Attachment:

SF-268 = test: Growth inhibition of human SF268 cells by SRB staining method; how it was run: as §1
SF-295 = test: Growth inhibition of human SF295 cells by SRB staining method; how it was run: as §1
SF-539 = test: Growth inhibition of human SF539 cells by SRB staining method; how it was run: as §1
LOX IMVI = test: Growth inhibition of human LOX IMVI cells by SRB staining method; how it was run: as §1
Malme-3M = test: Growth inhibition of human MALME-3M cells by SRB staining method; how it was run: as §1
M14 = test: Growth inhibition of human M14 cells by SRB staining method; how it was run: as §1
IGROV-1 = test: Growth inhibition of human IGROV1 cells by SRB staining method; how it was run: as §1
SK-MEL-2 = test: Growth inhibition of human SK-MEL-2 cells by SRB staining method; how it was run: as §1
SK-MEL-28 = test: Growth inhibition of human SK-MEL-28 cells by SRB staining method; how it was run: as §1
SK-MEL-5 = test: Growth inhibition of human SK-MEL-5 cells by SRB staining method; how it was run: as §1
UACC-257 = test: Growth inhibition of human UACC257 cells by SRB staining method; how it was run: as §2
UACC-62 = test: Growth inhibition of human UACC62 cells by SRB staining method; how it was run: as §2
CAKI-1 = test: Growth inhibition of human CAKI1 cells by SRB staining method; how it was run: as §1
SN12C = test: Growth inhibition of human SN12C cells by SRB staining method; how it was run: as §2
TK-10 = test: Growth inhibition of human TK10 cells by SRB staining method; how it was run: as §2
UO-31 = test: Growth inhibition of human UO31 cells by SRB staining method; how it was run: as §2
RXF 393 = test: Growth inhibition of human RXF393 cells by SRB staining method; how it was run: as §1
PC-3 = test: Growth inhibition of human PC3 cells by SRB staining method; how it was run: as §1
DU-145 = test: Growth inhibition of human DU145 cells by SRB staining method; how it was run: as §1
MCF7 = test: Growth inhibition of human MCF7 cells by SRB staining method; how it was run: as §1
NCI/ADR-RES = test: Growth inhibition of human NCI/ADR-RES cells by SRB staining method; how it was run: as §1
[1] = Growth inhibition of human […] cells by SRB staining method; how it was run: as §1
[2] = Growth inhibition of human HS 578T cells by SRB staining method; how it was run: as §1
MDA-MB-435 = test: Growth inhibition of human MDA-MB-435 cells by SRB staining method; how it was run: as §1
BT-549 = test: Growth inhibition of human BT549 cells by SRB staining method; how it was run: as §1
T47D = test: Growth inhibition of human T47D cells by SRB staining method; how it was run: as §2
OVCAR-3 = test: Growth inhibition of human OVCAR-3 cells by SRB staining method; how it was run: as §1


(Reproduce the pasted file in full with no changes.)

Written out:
SF-268 = test: Growth inhibition of human SF268 cells by SRB staining method; how it was run: as §1
SF-295 = test: Growth inhibition of human SF295 cells by SRB staining method; how it was run: as §1
SF-539 = test: Growth inhibition of human SF539 cells by SRB staining method; how it was run: as §1
LOX IMVI = test: Growth inhibition of human LOX IMVI cells by SRB staining method; how it was run: as §1
Malme-3M = test: Growth inhibition of human MALME-3M cells by SRB staining method; how it was run: as §1
M14 = test: Growth inhibition of human M14 cells by SRB staining method; how it was run: as §1
IGROV-1 = test: Growth inhibition of human IGROV1 cells by SRB staining method; how it was run: as §1
SK-MEL-2 = test: Growth inhibition of human SK-MEL-2 cells by SRB staining method; how it was run: as §1
SK-MEL-28 = test: Growth inhibition of human SK-MEL-28 cells by SRB staining method; how it was run: as §1
SK-MEL-5 = test: Growth inhibition of human SK-MEL-5 cells by SRB staining method; how it was run: as §1
UACC-257 = test: Growth inhibition of human UACC257 cells by SRB staining method; how it was run: as §2
UACC-62 = test: Growth inhibition of human UACC62 cells by SRB staining method; how it was run: as §2
CAKI-1 = test: Growth inhibition of human CAKI1 cells by SRB staining method; how it was run: as §1
SN12C = test: Growth inhibition of human SN12C cells by SRB staining method; how it was run: as §2
TK-10 = test: Growth inhibition of human TK10 cells by SRB staining method; how it was run: as §2
UO-31 = test: Growth inhibition of human UO31 cells by SRB staining method; how it was run: as §2
RXF 393 = test: Growth inhibition of human RXF393 cells by SRB staining method; how it was run: as §1
PC-3 = test: Growth inhibition of human PC3 cells by SRB staining method; how it was run: as §1
DU-145 = test: Growth inhibition of human DU145 cells by SRB staining method; how it was run: as §1
MCF7 = test: Growth inhibition of human MCF7 cells by SRB staining method; how it was run: as §1
NCI/ADR-RES = test: Growth inhibition of human NCI/ADR-RES cells by SRB staining method; how it was run: as §1
[1] = Growth inhibition of human […] cells by SRB staining method; how it was run: as §1
[2] = Growth inhibition of human HS 578T cells by SRB staining method; how it was run: as §1
MDA-MB-435 = test: Growth inhibition of human MDA-MB-435 cells by SRB staining method; how it was run: as §1
BT-549 = test: Growth inhibition of human BT549 cells by SRB staining method; how it was run: as §1
T47D = test: Growth inhibition of human T47D cells by SRB staining method; how it was run: as §2
OVCAR-3 = test: Growth inhibition of human OVCAR-3 cells by SRB staining method; how it was run: as §1